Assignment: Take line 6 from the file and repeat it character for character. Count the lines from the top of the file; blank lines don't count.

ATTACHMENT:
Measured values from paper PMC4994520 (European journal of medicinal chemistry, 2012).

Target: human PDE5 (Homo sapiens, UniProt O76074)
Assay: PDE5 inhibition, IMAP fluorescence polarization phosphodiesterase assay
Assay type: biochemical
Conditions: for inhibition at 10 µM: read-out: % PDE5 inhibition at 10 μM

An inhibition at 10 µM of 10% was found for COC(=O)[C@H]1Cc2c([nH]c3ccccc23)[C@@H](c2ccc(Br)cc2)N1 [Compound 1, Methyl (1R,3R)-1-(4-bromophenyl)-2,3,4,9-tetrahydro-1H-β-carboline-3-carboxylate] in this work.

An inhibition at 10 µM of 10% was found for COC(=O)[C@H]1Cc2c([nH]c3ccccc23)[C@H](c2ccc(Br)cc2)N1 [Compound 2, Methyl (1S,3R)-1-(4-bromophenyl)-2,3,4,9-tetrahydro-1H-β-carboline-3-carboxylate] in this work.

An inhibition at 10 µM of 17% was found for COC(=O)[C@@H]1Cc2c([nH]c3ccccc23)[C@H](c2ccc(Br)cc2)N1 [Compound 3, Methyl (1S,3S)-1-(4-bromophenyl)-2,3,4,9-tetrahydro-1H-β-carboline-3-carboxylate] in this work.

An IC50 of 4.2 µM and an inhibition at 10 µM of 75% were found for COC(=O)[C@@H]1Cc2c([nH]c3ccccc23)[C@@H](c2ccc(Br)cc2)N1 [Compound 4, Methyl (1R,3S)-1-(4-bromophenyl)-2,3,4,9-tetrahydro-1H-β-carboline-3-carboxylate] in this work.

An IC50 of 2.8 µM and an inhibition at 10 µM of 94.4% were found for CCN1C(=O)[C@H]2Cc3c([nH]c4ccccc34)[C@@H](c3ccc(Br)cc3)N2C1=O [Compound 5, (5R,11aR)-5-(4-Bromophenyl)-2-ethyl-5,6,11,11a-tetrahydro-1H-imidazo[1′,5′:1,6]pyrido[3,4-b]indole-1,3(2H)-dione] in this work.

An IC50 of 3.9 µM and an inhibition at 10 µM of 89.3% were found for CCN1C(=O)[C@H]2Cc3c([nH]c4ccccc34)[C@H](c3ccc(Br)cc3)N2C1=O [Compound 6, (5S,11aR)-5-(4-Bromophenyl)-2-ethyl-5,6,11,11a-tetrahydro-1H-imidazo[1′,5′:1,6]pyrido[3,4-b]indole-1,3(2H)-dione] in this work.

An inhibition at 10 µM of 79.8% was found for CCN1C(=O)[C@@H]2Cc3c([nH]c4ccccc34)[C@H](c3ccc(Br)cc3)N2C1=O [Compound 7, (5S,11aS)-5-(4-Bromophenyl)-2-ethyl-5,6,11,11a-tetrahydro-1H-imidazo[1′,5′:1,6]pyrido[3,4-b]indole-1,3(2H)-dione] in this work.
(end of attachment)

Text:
An inhibition at 10 µM of 10% was found for COC(=O)[C@H]1Cc2c([nH]c3ccccc23)[C@@H](c2ccc(Br)cc2)N1 [Compound 1, Methyl (1R,3R)-1-(4-bromophenyl)-2,3,4,9-tetrahydro-1H-β-carboline-3-carboxylate] in this work.